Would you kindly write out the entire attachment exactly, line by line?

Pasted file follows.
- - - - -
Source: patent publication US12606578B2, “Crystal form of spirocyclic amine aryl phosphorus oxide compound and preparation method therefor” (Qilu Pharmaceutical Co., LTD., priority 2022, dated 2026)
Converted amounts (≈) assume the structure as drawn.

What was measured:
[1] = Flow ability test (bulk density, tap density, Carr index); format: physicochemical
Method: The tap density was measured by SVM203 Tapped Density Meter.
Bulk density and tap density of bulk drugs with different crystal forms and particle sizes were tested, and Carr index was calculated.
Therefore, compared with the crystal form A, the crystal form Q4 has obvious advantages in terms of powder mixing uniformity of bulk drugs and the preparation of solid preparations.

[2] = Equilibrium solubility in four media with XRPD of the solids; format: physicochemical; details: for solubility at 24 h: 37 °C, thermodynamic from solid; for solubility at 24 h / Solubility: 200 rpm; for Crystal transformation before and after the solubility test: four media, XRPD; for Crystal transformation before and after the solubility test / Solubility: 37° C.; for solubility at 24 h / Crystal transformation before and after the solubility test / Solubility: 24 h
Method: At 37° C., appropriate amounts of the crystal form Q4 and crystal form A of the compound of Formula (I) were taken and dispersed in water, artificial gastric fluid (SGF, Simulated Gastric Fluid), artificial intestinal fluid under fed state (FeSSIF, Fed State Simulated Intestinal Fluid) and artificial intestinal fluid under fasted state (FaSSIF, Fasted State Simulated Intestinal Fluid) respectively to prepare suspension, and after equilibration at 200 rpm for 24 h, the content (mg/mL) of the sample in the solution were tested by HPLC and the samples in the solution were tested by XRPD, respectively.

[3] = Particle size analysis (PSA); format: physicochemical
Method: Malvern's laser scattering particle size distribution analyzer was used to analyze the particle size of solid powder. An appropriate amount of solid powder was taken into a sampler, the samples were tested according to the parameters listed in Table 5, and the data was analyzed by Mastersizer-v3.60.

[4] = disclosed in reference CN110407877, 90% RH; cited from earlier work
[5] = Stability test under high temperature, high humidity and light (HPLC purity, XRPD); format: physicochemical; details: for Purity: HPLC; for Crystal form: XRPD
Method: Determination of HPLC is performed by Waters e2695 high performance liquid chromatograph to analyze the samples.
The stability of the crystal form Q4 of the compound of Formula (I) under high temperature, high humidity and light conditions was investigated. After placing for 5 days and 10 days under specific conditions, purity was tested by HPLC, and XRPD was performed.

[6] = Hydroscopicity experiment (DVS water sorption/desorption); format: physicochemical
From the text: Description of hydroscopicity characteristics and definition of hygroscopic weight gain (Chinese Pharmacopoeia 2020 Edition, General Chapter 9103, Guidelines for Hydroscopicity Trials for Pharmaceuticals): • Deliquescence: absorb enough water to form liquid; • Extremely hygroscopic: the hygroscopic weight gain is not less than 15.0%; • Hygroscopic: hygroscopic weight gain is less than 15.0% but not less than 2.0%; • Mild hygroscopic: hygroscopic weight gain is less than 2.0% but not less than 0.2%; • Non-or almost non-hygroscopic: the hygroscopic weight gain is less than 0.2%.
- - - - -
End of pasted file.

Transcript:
Source: patent publication US12606578B2, “Crystal form of spirocyclic amine aryl phosphorus oxide compound and preparation method therefor” (Qilu Pharmaceutical Co., LTD., priority 2022, dated 2026)
Converted amounts (≈) assume the structure as drawn.

What was measured:
[1] = Flow ability test (bulk density, tap density, Carr index); format: physicochemical
Method: The tap density was measured by SVM203 Tapped Density Meter.
Bulk density and tap density of bulk drugs with different crystal forms and particle sizes were tested, and Carr index was calculated.
Therefore, compared with the crystal form A, the crystal form Q4 has obvious advantages in terms of powder mixing uniformity of bulk drugs and the preparation of solid preparations.

[2] = Equilibrium solubility in four media with XRPD of the solids; format: physicochemical; details: for solubility at 24 h: 37 °C, thermodynamic from solid; for solubility at 24 h / Solubility: 200 rpm; for Crystal transformation before and after the solubility test: four media, XRPD; for Crystal transformation before and after the solubility test / Solubility: 37° C.; for solubility at 24 h / Crystal transformation before and after the solubility test / Solubility: 24 h
Method: At 37° C., appropriate amounts of the crystal form Q4 and crystal form A of the compound of Formula (I) were taken and dispersed in water, artificial gastric fluid (SGF, Simulated Gastric Fluid), artificial intestinal fluid under fed state (FeSSIF, Fed State Simulated Intestinal Fluid) and artificial intestinal fluid under fasted state (FaSSIF, Fasted State Simulated Intestinal Fluid) respectively to prepare suspension, and after equilibration at 200 rpm for 24 h, the content (mg/mL) of the sample in the solution were tested by HPLC and the samples in the solution were tested by XRPD, respectively.

[3] = Particle size analysis (PSA); format: physicochemical
Method: Malvern's laser scattering particle size distribution analyzer was used to analyze the particle size of solid powder. An appropriate amount of solid powder was taken into a sampler, the samples were tested according to the parameters listed in Table 5, and the data was analyzed by Mastersizer-v3.60.

[4] = disclosed in reference CN110407877, 90% RH; cited from earlier work
[5] = Stability test under high temperature, high humidity and light (HPLC purity, XRPD); format: physicochemical; details: for Purity: HPLC; for Crystal form: XRPD
Method: Determination of HPLC is performed by Waters e2695 high performance liquid chromatograph to analyze the samples.
The stability of the crystal form Q4 of the compound of Formula (I) under high temperature, high humidity and light conditions was investigated. After placing for 5 days and 10 days under specific conditions, purity was tested by HPLC, and XRPD was performed.

[6] = Hydroscopicity experiment (DVS water sorption/desorption); format: physicochemical
From the text: Description of hydroscopicity characteristics and definition of hygroscopic weight gain (Chinese Pharmacopoeia 2020 Edition, General Chapter 9103, Guidelines for Hydroscopicity Trials for Pharmaceuticals): • Deliquescence: absorb enough water to form liquid; • Extremely hygroscopic: the hygroscopic weight gain is not less than 15.0%; • Hygroscopic: hygroscopic weight gain is less than 15.0% but not less than 2.0%; • Mild hygroscopic: hygroscopic weight gain is less than 2.0% but not less than 0.2%; • Non-or almost non-hygroscopic: the hygroscopic weight gain is less than 0.2%.